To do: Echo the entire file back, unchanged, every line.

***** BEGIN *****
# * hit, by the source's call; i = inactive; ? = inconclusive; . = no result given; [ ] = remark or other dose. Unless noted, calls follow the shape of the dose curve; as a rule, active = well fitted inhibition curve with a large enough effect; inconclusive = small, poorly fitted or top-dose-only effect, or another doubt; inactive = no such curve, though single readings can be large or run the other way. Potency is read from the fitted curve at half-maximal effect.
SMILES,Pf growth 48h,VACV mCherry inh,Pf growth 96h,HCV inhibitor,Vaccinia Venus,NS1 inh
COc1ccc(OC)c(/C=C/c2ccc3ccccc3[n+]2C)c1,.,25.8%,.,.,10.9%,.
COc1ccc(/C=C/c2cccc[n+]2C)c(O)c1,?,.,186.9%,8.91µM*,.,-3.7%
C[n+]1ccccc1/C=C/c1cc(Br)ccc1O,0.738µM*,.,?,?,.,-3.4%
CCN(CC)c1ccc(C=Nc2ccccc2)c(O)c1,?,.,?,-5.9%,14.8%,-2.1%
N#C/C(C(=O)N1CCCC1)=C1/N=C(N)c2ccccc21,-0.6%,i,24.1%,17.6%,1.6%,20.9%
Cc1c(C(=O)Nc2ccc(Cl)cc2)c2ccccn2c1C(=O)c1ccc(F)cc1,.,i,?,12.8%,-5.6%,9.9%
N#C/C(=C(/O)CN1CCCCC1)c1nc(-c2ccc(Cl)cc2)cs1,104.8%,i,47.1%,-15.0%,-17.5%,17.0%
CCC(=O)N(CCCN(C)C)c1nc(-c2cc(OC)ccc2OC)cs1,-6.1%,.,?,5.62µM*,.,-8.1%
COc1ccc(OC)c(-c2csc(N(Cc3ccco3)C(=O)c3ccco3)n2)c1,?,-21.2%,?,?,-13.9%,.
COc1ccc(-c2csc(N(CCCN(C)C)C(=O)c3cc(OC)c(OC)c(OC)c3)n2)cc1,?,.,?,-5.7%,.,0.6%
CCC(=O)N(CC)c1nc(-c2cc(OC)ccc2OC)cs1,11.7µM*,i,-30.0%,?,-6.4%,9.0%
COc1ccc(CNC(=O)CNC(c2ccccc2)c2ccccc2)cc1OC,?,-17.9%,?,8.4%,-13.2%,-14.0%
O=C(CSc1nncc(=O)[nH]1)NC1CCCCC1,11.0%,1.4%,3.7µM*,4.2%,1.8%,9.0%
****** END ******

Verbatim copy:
# * hit, by the source's call; i = inactive; ? = inconclusive; . = no result given; [ ] = remark or other dose. Unless noted, calls follow the shape of the dose curve; as a rule, active = well fitted inhibition curve with a large enough effect; inconclusive = small, poorly fitted or top-dose-only effect, or another doubt; inactive = no such curve, though single readings can be large or run the other way. Potency is read from the fitted curve at half-maximal effect.
SMILES,Pf growth 48h,VACV mCherry inh,Pf growth 96h,HCV inhibitor,Vaccinia Venus,NS1 inh
COc1ccc(OC)c(/C=C/c2ccc3ccccc3[n+]2C)c1,.,25.8%,.,.,10.9%,.
COc1ccc(/C=C/c2cccc[n+]2C)c(O)c1,?,.,186.9%,8.91µM*,.,-3.7%
C[n+]1ccccc1/C=C/c1cc(Br)ccc1O,0.738µM*,.,?,?,.,-3.4%
CCN(CC)c1ccc(C=Nc2ccccc2)c(O)c1,?,.,?,-5.9%,14.8%,-2.1%
N#C/C(C(=O)N1CCCC1)=C1/N=C(N)c2ccccc21,-0.6%,i,24.1%,17.6%,1.6%,20.9%
Cc1c(C(=O)Nc2ccc(Cl)cc2)c2ccccn2c1C(=O)c1ccc(F)cc1,.,i,?,12.8%,-5.6%,9.9%
N#C/C(=C(/O)CN1CCCCC1)c1nc(-c2ccc(Cl)cc2)cs1,104.8%,i,47.1%,-15.0%,-17.5%,17.0%
CCC(=O)N(CCCN(C)C)c1nc(-c2cc(OC)ccc2OC)cs1,-6.1%,.,?,5.62µM*,.,-8.1%
COc1ccc(OC)c(-c2csc(N(Cc3ccco3)C(=O)c3ccco3)n2)c1,?,-21.2%,?,?,-13.9%,.
COc1ccc(-c2csc(N(CCCN(C)C)C(=O)c3cc(OC)c(OC)c(OC)c3)n2)cc1,?,.,?,-5.7%,.,0.6%
CCC(=O)N(CC)c1nc(-c2cc(OC)ccc2OC)cs1,11.7µM*,i,-30.0%,?,-6.4%,9.0%
COc1ccc(CNC(=O)CNC(c2ccccc2)c2ccccc2)cc1OC,?,-17.9%,?,8.4%,-13.2%,-14.0%
O=C(CSc1nncc(=O)[nH]1)NC1CCCCC1,11.0%,1.4%,3.7µM*,4.2%,1.8%,9.0%